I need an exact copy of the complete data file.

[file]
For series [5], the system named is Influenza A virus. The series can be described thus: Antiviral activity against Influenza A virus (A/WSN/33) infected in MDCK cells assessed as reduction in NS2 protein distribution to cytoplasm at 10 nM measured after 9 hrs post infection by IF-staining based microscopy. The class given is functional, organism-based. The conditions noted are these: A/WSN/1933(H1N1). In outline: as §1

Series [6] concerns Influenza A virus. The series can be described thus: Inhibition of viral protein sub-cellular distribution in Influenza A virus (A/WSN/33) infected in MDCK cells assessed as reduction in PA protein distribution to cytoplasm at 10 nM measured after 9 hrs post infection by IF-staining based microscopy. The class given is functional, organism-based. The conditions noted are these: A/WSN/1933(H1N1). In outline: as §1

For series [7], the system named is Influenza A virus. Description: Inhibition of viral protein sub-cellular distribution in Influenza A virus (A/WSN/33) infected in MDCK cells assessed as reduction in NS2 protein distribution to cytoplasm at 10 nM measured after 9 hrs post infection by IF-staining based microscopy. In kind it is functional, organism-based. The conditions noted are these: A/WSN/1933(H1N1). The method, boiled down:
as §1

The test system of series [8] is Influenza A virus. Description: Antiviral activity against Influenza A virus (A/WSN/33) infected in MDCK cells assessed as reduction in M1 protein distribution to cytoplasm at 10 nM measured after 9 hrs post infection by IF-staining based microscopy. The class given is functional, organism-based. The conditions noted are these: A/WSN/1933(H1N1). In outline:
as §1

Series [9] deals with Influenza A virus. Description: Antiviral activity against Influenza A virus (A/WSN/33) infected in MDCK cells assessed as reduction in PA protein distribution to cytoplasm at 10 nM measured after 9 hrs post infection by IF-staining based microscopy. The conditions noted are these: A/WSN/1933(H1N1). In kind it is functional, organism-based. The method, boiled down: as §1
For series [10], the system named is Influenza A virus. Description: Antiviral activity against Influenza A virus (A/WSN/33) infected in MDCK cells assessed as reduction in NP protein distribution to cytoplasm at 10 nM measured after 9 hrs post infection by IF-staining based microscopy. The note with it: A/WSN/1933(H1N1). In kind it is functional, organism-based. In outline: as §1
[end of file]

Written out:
For series [5], the system named is Influenza A virus. The series can be described thus: Antiviral activity against Influenza A virus (A/WSN/33) infected in MDCK cells assessed as reduction in NS2 protein distribution to cytoplasm at 10 nM measured after 9 hrs post infection by IF-staining based microscopy. The class given is functional, organism-based. The conditions noted are these: A/WSN/1933(H1N1). In outline: as §1

Series [6] concerns Influenza A virus. The series can be described thus: Inhibition of viral protein sub-cellular distribution in Influenza A virus (A/WSN/33) infected in MDCK cells assessed as reduction in PA protein distribution to cytoplasm at 10 nM measured after 9 hrs post infection by IF-staining based microscopy. The class given is functional, organism-based. The conditions noted are these: A/WSN/1933(H1N1). In outline: as §1

For series [7], the system named is Influenza A virus. Description: Inhibition of viral protein sub-cellular distribution in Influenza A virus (A/WSN/33) infected in MDCK cells assessed as reduction in NS2 protein distribution to cytoplasm at 10 nM measured after 9 hrs post infection by IF-staining based microscopy. In kind it is functional, organism-based. The conditions noted are these: A/WSN/1933(H1N1). The method, boiled down:
as §1

The test system of series [8] is Influenza A virus. Description: Antiviral activity against Influenza A virus (A/WSN/33) infected in MDCK cells assessed as reduction in M1 protein distribution to cytoplasm at 10 nM measured after 9 hrs post infection by IF-staining based microscopy. The class given is functional, organism-based. The conditions noted are these: A/WSN/1933(H1N1). In outline:
as §1

Series [9] deals with Influenza A virus. Description: Antiviral activity against Influenza A virus (A/WSN/33) infected in MDCK cells assessed as reduction in PA protein distribution to cytoplasm at 10 nM measured after 9 hrs post infection by IF-staining based microscopy. The conditions noted are these: A/WSN/1933(H1N1). In kind it is functional, organism-based. The method, boiled down: as §1
For series [10], the system named is Influenza A virus. Description: Antiviral activity against Influenza A virus (A/WSN/33) infected in MDCK cells assessed as reduction in NP protein distribution to cytoplasm at 10 nM measured after 9 hrs post infection by IF-staining based microscopy. The note with it: A/WSN/1933(H1N1). In kind it is functional, organism-based. In outline: as §1